Xigmatek Midgard III Reviewhornybluecow -
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Xigmatek Midgard III: Introduction
Today we take a look at the Xigmatek Midgard III (3), which is the newest revision of the series. Aiming to try something unique and innovating, Xigmatek has included an integrated Qi wireless charging station among a few other aesthetic design choices into its third revision of the Midgard series. Xigmateck itself is a company formed in 2005 with goals to provide "The newest innovative technology, superb quality, and excellent service". With a few years under its belt, Xigmateck has already established itself in other markets, from power supply to CPU Cooling. Xigmatek is no stranger to the chassis market with seven different series currently in production and many more produced over the last nine years. It's hard to believe time goes so fast and some of those discontinued chassis I'm remember using, like it was yesterday. Unfortunately, at the time of writing this review, the price has yet to be announced so let's move on to the review and see what this chassis has to offer.
Xigmatek Midgard III: Closer Look
Here it is, unpacked and removed from the box! Interesting enough, the name Midgard is a reference to a realm in the Norse mythology, which as the story goes, will be inevitably destroyed by ragnarok in the future. The chassis has a piano black glossy finish, which could play along with the dark demise of the world. In reality, the chassis has very little to do with its name, but that's usually the case with naming schemes.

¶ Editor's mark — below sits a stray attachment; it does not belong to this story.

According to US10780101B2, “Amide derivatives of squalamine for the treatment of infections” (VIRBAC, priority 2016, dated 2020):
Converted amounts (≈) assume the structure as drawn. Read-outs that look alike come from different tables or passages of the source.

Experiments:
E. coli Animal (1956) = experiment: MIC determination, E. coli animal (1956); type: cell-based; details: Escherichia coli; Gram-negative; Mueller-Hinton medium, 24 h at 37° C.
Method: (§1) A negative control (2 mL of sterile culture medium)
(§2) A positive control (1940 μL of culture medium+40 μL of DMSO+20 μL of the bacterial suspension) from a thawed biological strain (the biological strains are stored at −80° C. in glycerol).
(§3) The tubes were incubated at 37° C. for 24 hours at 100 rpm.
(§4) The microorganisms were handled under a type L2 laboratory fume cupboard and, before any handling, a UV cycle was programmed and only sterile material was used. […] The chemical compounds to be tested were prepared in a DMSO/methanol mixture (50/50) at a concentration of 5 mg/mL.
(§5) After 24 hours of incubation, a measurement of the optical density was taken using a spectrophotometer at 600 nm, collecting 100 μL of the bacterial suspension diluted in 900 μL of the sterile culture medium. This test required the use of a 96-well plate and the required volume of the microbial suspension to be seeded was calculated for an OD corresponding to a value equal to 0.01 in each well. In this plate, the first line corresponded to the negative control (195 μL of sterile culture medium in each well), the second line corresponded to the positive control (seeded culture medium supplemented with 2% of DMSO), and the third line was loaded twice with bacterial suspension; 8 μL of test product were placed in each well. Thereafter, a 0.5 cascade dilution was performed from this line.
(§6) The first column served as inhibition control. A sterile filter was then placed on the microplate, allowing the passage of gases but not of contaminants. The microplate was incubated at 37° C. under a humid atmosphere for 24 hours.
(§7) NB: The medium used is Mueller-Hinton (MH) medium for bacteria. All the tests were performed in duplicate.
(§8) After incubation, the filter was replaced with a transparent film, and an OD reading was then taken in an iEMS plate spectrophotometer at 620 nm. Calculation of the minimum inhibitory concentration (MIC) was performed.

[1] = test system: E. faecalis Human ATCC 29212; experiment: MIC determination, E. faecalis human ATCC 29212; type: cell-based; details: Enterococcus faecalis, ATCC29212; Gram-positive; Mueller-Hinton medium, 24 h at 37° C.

Looking at the pictures below, the chassis itself has three 5.25" exposed bays hidden behind the shinny black exterior. In the middle is the "X" logo, which is Xigmatek's stamp, and behind the front panel are a few cooling options i'll get to in a bit. As far as this chassis goes, the sides are void of windows, which can be a disappointment to some, but isn't always necessary and sometimes an acquired taste. The back of the chassis, however, is what has become a standard over these last few years. This is no different and includes a space for a bottom mounted power supply, seven expansion slots, along with a pre-installed 120mm fan to move that hot air build up in the chassis when it's on.
The top of the chassis offers a few cooling solutions with support for up to two 120mm fans under the removable panel. The airflow is a bit different and instead of traditionally being vent out the top through a mesh exterior, the Midgard allows air to be vented out the sides and back of panel. This may not be the best solution for air exhaust,but none the less, it works. For the bottom side, Xigmatek took a different approach. Instead of having feet to give the chassis some clearance, the Midgard has its own panel, which requires screws to remove. Originally, I sat and pondered how to remove the panel and with nothing in the manual, I was at a loss. That was until I put a flash light in the holes and saw screws! Once the panel is removed, it is revealed that this chassis indeed has a dust filter and a space to mount a fan along side the power supply. While it does continue the rounded design of this chassis, I'm not sure how I feel about having a bottom panel instead of just feet and a easy to remove dust filter, so let's move on to the next part.